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image SM (3) volume 73/2

Reference number

SM (3) volume 73/2

Purpose

Alternative design for the Printing Office Court, 26 August 1803 and modified in October 1803

Aspect

3 Pencil copy of drawing 1 showing alternative design for a semicircular building at the north-east of the new wing, with modifications by Soane to the corner of the screen wall, the waiting rooms and new Barracks

Scale

bar scale

Inscribed

plan labelled (Soane, some in pencil) Barracks / nothing / over, Serv[an]t, Bedr[oom], officers, Armoury, G. Cashbook, Governor, Clerk of / Com[ittee], Dep[uty]: Gov[ernor]

Signed and dated

Friday / Aug 26: 1803, modified in pen on Oct: 27: 1803

Hand

Soane office and Soane

Notes

Drawing 3 has a design similar to drawing 1, with a rectangular Court surrounded by offices. The Barracks are shown on the north side of the court. An armoury is included in pencil within the semicircular-ended office to the north-east of the proposed court. In June 1803 the Building Committee decided to build a Barracks in the new wing but to keep the building separate from the rest of the premises by a strong door. A plan was approved shortly thereafter. Drawing 3 shows a preliminary design for rearranging the Governor's Office and the Clerk of Committee Office in relation to the design for the Waiting Room Court, which was eventually executed in 1807 (scheme 3:13).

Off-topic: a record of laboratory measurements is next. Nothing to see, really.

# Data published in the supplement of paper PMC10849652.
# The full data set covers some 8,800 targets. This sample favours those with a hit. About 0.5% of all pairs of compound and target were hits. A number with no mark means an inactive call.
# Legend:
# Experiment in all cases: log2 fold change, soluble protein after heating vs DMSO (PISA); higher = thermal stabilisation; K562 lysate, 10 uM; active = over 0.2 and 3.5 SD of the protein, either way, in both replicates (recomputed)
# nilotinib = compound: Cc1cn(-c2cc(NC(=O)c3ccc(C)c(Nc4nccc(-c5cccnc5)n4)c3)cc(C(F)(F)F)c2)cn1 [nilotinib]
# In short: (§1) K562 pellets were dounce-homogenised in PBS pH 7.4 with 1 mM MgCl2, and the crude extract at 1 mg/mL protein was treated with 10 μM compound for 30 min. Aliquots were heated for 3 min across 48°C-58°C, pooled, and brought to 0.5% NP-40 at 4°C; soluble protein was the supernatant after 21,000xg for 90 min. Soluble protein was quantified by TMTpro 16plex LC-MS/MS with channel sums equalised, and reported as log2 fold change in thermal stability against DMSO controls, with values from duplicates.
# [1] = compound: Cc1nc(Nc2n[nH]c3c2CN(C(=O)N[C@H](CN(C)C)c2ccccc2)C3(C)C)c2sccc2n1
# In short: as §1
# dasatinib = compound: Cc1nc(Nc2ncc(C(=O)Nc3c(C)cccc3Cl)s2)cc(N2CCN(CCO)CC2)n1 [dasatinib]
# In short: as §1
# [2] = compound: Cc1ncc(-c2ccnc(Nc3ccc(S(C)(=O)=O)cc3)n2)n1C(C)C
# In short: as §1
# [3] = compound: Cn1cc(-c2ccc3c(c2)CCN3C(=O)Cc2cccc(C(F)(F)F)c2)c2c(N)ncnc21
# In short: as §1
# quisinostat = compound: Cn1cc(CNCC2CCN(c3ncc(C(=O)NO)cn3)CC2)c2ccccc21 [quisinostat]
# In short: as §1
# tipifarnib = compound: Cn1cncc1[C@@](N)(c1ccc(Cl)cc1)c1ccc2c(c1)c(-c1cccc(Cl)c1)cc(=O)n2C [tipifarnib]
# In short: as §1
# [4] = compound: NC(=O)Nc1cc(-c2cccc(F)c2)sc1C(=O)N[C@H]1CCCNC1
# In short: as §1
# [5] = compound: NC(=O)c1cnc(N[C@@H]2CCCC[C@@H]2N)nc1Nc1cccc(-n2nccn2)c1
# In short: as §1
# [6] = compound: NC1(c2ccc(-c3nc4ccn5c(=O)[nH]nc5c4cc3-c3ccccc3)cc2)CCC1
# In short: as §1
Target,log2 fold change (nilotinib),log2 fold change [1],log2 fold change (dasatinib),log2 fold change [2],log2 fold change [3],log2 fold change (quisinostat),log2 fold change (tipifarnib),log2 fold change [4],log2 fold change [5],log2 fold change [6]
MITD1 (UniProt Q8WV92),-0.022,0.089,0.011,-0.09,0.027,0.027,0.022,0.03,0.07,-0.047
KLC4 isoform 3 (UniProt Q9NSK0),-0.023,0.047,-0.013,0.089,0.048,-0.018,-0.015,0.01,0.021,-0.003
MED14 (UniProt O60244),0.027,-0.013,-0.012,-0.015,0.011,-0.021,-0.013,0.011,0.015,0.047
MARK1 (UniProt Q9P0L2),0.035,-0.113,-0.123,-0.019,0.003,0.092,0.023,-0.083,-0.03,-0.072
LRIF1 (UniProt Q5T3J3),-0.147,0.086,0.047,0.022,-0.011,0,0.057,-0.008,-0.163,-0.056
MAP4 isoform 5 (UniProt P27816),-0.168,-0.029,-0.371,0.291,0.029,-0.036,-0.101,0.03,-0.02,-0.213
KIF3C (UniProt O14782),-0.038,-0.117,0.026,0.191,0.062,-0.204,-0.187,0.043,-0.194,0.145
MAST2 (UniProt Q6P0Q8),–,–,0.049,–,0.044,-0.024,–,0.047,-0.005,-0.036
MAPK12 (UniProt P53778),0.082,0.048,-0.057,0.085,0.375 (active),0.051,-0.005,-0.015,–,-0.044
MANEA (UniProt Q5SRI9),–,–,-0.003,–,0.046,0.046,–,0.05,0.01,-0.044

Level

Drawing

Digitisation of the Drawings Collection has been made possible through the generosity of the Leon Levy Foundation

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Sir John Soane's collection includes some 30,000 architectural, design and topographical drawings which is a very important resource for scholars worldwide. His was the first architect’s collection to attempt to preserve the best in design for the architectural profession in the future, and it did so by assembling as exemplars surviving drawings by great Renaissance masters and by the leading architects in Britain in the 17th and 18th centuries and his near contemporaries such as Sir William Chambers, Robert Adam and George Dance the Younger. These drawings sit side by side with 9,000 drawings in Soane’s own hand or those of the pupils in his office, covering his early work as a student, his time in Italy and the drawings produced in the course of his architectural practice from 1780 until the 1830s.

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